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Tongue Tied: A Report From the Front Line of the Culture Wars

A panel of the American Society of Ichthyologists and Herpetologists and the American Fisheries Society has unanimously agreed to change the common name of Ephinephelus itajara, now known as the jewfish, because it might be considered offensive, the Houston Chronicle reported.

The committee said it found no evidence that the name of the fish was being used offensively, but "it was deemed as offensive to many individuals, including those of a minority group."

Henceforth, decreed the seven-member Committee on Names of Fishes, the jewfish, a rare denizen of the Gulf of Mexico that can get as big as 500 pounds, will be know as the Goliath Grouper. So the AFS, notes the Chronicle, is renaming the jewfish after a Jew-killing Philistine.

Maybe Because He's Not?

A transgender student at Lane Community College in Oregon is claiming the administration doesn't respect her "womanhood" and is attempting to segregate her from other students in her physical-education class, the Chronicle of Higher Education reported.

Amy Kathryn May, who is in the process of becoming a woman, is upset because the school will not remodel the women's locker room for her. She wants the school to put in private stalls so she can use the regular women's locker room.

But the school, citing the need to balance her desire to take physical-education courses and the rights of our other students not to feel uncomfortable, chose instead to convert a custodial closet into a single shower and changing facility for her.

May — who is currently on a waiting list to have her operation — claims Mary F. Spilde, the vice president for instruction and student services, doesn't trust her in the locker room. "I don't believe she even sees me as a female," May said.

It's Official: Confederate Flag = Racist

A U.S. appeals court in South Carolina overturned the conviction of a black state lawmaker on extortion charges because a member of the jury that convicted him had a Confederate flag sticker, the Charleston Post and Courier reported.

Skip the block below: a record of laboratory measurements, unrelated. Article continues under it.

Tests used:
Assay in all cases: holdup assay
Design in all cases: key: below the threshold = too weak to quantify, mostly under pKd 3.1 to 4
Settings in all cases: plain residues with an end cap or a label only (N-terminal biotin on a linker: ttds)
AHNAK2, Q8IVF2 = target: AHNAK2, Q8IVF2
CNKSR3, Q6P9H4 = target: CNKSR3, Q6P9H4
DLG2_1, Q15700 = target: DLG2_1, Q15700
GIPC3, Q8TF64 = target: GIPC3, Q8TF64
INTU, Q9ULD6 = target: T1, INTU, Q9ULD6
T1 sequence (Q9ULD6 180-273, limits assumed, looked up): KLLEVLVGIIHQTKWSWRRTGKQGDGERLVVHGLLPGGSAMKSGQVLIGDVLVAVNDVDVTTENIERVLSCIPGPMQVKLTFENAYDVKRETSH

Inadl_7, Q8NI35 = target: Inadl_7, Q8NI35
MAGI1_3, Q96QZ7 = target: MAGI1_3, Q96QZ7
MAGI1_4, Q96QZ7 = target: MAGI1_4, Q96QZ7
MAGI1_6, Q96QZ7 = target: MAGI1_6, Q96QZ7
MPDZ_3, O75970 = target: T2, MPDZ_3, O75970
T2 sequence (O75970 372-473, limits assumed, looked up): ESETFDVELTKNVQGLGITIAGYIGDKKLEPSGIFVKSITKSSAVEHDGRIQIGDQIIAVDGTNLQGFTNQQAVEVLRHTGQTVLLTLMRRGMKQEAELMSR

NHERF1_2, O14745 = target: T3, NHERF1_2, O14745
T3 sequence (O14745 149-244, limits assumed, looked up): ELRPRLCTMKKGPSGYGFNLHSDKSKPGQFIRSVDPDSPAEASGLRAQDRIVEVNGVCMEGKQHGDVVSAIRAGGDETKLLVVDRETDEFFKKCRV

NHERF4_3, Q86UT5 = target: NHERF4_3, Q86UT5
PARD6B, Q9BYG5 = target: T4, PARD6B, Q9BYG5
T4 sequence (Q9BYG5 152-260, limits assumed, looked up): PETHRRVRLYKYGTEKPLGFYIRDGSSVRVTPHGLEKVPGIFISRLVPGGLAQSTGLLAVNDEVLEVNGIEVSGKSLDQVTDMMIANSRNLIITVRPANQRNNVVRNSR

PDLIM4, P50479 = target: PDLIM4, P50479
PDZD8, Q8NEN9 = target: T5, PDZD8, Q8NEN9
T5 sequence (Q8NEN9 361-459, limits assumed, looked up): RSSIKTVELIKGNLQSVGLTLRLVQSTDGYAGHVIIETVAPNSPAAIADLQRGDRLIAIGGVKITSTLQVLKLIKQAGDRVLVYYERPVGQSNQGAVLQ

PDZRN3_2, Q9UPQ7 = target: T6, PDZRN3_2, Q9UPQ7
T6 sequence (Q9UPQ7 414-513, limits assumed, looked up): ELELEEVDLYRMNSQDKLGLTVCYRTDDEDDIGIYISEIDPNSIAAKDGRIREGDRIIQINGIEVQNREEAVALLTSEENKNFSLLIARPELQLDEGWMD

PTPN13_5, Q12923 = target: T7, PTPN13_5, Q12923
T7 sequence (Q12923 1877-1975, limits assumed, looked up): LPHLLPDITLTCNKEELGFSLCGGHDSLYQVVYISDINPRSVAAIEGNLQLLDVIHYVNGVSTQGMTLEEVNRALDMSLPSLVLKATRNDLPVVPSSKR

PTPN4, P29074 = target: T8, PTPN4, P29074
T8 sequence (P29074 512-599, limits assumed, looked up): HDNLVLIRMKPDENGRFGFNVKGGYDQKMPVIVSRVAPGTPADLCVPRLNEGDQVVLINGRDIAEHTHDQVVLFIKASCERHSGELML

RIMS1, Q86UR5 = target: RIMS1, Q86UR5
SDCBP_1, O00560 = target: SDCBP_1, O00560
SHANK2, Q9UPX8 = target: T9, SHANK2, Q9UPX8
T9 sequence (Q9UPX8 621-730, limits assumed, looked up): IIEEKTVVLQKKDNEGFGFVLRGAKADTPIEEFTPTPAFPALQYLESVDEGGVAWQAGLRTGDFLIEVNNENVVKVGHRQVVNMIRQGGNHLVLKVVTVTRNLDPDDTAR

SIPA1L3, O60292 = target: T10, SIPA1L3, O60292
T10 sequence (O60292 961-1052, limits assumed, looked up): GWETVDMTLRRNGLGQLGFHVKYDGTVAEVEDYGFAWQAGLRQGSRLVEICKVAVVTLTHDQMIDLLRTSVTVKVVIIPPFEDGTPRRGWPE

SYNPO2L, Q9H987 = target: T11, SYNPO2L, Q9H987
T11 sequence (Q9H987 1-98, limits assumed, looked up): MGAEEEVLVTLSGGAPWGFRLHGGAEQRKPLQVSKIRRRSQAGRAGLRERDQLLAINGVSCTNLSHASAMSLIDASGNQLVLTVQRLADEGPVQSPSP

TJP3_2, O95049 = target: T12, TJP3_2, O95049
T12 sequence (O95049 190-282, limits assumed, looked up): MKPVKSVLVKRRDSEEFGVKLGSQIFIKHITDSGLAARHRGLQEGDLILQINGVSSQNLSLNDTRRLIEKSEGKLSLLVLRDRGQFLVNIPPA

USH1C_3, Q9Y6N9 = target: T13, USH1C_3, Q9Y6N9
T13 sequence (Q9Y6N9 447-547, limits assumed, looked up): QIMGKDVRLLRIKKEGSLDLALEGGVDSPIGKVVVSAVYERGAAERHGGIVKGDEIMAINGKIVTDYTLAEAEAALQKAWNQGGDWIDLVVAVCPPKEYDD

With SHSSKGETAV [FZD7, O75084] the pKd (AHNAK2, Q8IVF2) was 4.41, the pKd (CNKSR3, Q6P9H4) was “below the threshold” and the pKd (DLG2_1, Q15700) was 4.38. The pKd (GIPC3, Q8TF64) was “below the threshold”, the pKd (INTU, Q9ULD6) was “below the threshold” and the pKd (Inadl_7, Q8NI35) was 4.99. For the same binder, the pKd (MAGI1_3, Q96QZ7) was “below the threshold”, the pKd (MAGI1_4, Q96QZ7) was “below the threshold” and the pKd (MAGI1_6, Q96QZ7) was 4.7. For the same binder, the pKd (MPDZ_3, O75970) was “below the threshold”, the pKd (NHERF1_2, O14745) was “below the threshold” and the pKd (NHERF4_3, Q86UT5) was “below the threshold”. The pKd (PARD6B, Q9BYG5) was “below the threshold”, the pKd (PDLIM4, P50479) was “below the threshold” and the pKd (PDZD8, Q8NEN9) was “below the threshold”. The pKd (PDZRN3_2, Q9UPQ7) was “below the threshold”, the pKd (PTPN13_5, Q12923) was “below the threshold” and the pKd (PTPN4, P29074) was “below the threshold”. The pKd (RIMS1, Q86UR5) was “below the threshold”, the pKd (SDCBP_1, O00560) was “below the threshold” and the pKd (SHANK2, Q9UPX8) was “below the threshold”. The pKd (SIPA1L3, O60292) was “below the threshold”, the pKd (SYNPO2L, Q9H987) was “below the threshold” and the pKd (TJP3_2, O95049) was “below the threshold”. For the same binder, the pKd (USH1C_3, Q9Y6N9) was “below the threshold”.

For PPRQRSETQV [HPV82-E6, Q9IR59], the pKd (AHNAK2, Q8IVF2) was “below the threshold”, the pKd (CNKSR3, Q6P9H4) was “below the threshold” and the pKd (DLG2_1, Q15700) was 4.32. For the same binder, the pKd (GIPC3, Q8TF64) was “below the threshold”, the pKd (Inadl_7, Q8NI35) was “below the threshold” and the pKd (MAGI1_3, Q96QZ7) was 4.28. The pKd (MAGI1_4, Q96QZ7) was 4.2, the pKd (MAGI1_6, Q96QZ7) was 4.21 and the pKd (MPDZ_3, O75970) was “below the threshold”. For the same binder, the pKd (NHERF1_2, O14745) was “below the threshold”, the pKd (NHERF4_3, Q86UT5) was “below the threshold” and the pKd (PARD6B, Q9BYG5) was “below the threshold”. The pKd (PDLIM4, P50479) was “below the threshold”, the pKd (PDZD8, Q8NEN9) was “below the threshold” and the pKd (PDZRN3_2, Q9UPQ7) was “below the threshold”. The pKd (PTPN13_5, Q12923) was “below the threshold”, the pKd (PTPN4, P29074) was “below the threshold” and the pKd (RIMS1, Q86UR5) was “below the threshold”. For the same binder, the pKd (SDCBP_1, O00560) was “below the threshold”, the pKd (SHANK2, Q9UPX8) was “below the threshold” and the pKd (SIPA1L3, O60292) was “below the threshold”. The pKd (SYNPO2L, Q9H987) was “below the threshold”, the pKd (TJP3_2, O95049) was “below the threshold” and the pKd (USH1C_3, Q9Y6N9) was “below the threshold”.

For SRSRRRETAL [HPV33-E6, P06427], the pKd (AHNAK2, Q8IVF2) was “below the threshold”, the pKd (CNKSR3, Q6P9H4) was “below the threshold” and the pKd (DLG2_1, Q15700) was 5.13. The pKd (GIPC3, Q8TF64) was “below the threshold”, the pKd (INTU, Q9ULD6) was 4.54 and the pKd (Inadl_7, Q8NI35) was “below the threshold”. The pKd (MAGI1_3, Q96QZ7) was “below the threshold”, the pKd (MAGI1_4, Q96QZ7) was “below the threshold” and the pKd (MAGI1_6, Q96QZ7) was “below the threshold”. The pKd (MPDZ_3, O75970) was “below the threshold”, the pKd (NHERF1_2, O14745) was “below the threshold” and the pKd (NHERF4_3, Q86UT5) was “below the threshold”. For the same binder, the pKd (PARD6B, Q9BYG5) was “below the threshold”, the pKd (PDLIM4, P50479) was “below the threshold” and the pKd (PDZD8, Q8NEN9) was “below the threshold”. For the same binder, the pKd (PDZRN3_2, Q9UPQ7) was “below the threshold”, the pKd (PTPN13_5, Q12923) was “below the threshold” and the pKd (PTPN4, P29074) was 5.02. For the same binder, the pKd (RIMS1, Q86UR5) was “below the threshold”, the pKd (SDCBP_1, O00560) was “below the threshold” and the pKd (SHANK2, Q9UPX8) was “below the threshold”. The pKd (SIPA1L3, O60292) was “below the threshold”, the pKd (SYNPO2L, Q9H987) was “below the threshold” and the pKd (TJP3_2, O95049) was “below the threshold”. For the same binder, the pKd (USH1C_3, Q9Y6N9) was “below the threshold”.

The 4th Circuit Court of Appeals overturned the conviction of Larry Blanding, who was found guilty of taking $1,300 from a lobbyist in return for voting to legalize betting on horse and dog races.

His appeal claimed the jury was racially biased against him because a judge would not allow his lawyer to strike from the panel a man with three bumper stickers on his car relating to Southern heritage or the Confederate flag.

Writing for the majority, U.S. Circuit Judge Michael Luttig said it is "not an irrational inference that one who displays the Confederate flag may harbor racial bias against African-Americans."

Jesse's Back

Jesse Jackson is denouncing Toyota for what he calls a racist ad featuring a close-up of a smiling mouth with the image of a gold RAV4 sport utility vehicle on one tooth, The Associated Press reported.

"The only thing missing is the watermelon," Jackson said of the ad.

Toyota has pulled the ad and apologized. But earlier, the company defended the campaign, saying it was aimed at a "young and very trendy audience" with an emerging trend called tooth art. The image was selected "because it combined a warm smile with a leading-edge fashion statement," Toyota said.

Jackson also complained that there were too few black and Hispanic dealers on Toyota lots and called for at least part of Toyota's $470 million advertising budget to go to minority-owned advertising firms. He threatened to call for a boycott if Toyota doesn't address the issues.

No 'Religious Undertones'

Students at Hempfield High School in Landisville, Penn., will not be allowed to perform a song at graduation because of its religious undertones, the Associated Press reported.

Superintendent Doctor Wayne Doyle reviewed the song called "The Prayer" and said it unconstitutionally violates the separation of church and state.